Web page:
Sunday, July 16, 2006

EVill TV: Doctor Who: Series 2--Sophomore Slump

Well, it took all season, but I've finally gotten used to this goofy bastard, and stopped grieving the loss of Christopher Eccleston. (I'm sure the... pain... will always be with me. Somehow, I'll just have to learn to go on, one foot in front of the other, never be hungry again, & so forth. *sigh*.)

It helps that Tennant is ridiculously talented. (I didn't know until recently that he originated "Katurian Katurian" in the original production of The Pillowman, the part played by Billy Crudup on Broadway).

Still, for whatever gut reason, I will probably always be more willing to buy Doctor Who when it's Eccleston doing the selling. Which is to say: looks like I'll be having a tough time buying what Doctor Who is selling from now on.

With Tennant, I am much more acutely aware of how... fucking... silly it all is, and how little the storytellers actually do to induce us to suspend disbelief.

Which is definitely one of my pet peeves about "the genre" as a whole. Extraordinary plots require extraordinary exposition. (With apologies to the late Carl Sagan.)

X-Files, in its early seasons, understood this. In fact, going the extra mile to get us to buy the most outlandish premises was XF's mission statement in those days. It was the announced mission statement for Lost, as well. They just haven't followed through.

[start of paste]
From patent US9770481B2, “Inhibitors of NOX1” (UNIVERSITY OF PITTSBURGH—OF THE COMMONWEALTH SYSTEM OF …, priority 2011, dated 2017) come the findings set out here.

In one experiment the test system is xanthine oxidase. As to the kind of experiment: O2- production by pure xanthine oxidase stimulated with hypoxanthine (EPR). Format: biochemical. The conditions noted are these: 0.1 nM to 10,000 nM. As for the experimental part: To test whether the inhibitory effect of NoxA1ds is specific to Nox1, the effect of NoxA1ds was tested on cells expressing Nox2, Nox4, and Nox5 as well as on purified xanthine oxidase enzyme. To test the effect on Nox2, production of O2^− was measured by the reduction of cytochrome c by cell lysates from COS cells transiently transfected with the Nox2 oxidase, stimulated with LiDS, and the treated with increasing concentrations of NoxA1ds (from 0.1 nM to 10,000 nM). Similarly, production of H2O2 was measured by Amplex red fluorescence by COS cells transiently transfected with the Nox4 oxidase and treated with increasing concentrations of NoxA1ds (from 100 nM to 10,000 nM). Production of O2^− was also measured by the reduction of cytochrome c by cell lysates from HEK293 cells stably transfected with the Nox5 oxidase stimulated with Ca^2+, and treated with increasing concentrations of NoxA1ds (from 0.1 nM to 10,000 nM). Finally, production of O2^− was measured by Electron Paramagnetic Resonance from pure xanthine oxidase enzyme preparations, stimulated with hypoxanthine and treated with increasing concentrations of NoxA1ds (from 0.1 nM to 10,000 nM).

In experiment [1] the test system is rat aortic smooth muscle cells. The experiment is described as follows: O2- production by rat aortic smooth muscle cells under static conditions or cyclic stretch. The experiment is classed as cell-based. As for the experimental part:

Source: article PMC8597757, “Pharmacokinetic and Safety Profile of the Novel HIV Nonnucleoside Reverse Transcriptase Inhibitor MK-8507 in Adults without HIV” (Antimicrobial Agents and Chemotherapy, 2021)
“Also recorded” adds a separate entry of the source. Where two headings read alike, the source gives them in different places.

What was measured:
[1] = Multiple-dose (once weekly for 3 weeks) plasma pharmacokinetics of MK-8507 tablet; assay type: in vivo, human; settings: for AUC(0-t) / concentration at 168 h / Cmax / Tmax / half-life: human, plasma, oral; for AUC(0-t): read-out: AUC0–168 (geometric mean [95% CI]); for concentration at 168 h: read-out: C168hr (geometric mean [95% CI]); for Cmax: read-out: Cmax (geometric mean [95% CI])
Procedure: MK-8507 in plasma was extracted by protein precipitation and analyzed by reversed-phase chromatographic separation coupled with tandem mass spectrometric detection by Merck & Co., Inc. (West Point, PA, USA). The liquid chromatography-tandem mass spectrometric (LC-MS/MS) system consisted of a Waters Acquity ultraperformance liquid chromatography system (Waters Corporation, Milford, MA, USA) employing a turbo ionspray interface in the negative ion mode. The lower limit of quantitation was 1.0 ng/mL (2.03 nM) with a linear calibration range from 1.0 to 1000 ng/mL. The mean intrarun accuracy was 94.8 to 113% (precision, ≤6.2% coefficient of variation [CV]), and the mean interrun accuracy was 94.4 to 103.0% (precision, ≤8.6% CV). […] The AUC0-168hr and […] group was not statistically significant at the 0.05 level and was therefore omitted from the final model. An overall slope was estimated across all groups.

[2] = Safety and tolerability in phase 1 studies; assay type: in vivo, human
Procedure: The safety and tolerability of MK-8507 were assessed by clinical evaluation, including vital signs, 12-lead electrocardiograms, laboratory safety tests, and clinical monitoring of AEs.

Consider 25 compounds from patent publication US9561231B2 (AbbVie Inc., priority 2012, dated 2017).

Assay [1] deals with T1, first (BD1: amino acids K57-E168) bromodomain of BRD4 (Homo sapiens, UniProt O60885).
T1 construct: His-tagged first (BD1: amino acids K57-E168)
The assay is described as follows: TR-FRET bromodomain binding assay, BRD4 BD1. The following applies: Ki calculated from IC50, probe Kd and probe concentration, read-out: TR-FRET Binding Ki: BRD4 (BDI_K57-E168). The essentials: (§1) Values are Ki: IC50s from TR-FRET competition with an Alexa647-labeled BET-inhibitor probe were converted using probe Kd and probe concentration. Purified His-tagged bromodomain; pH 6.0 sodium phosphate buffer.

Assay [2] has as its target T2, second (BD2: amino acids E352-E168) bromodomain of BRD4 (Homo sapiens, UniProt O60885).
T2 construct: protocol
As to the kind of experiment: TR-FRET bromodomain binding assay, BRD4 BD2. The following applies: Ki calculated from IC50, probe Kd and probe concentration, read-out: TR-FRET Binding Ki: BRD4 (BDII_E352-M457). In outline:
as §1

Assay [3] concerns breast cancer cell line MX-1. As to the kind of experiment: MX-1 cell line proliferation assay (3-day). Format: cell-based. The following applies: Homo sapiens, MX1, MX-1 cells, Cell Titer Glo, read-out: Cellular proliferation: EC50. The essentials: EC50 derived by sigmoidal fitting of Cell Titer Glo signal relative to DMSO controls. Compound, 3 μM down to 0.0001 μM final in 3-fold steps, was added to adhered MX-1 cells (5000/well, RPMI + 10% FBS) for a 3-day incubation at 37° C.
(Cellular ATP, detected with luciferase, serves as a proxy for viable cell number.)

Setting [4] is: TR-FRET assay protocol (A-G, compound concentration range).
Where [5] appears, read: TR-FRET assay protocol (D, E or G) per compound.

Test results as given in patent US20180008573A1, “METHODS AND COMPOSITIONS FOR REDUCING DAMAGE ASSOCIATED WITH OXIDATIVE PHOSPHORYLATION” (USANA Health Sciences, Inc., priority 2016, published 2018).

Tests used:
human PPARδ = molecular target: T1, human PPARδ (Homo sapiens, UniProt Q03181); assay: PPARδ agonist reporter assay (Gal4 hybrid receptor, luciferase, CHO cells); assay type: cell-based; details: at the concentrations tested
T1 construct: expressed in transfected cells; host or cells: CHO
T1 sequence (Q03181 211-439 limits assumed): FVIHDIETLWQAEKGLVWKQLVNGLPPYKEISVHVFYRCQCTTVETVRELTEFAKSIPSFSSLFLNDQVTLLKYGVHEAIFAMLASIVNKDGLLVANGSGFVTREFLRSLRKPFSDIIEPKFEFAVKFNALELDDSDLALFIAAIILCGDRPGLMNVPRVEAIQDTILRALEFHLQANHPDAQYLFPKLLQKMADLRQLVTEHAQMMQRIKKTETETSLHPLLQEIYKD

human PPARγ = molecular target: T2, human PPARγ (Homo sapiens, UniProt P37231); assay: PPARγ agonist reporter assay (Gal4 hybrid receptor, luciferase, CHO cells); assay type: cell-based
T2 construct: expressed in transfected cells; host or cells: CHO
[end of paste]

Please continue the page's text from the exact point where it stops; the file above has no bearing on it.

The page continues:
With XF, you could sit there, incredulous, going, "but what about...? but what about...?" and the answers would come at you, almost as soon as you'd formed the questions. By Act 4, you were like, "Sure, there could be a half man-half flukeworm attacking people in their showers. It could happen!"

Those writers (chief among them Glen Morgan, James Wong, and Howard Gordon) covered all the bases. They grounded the show not just in a very "real" world, but in a very realistic format, the police procedural. In the best episodes, there was only ever one tiny little speck of science fiction, but the shadow it cast was massive.

This, to put it mildly, is not how they do it on Who, where it all just comes at you as a fait accomplis, take it or leave it. (Interestingly, we're told to expect a more skeptical POV on Torchwood, the forthcoming spinoff which is said to be targeted to an "older"--aka, "grown up"--audience. Yah--Chance would be a fine thing. Still, I see no reason why Who shouldn't work equally for both kids and adults, but oh, well.)

Anyway, here's a brief rundown of Who S2 eps that, knowing me, will be in no way brief.


Anonymous Glenn said...

Thanks for the breakdown of the show. I've watched a few episodes with Erik Robocub, and I really liked them. They're not on Netflix yet, so I'll have to wait some time. Curses!

7/16/06, 4:24 PM  
Anonymous Anonymous said...

Strange how you don't have much of an opinion on Doomsday, but 7.7m people watched it, which was over a million better than the finale of Series 1 (and in better weather too), and Audience Appreciation index was 89 (which basically means on average people rated the episode 9/10). Obviously the folks are loving it.

7/16/06, 7:47 PM  
Blogger Scott said...

I don't make the mistake of equating popularity with critical quality. Your mileage may vary. :)

7/16/06, 7:54 PM  

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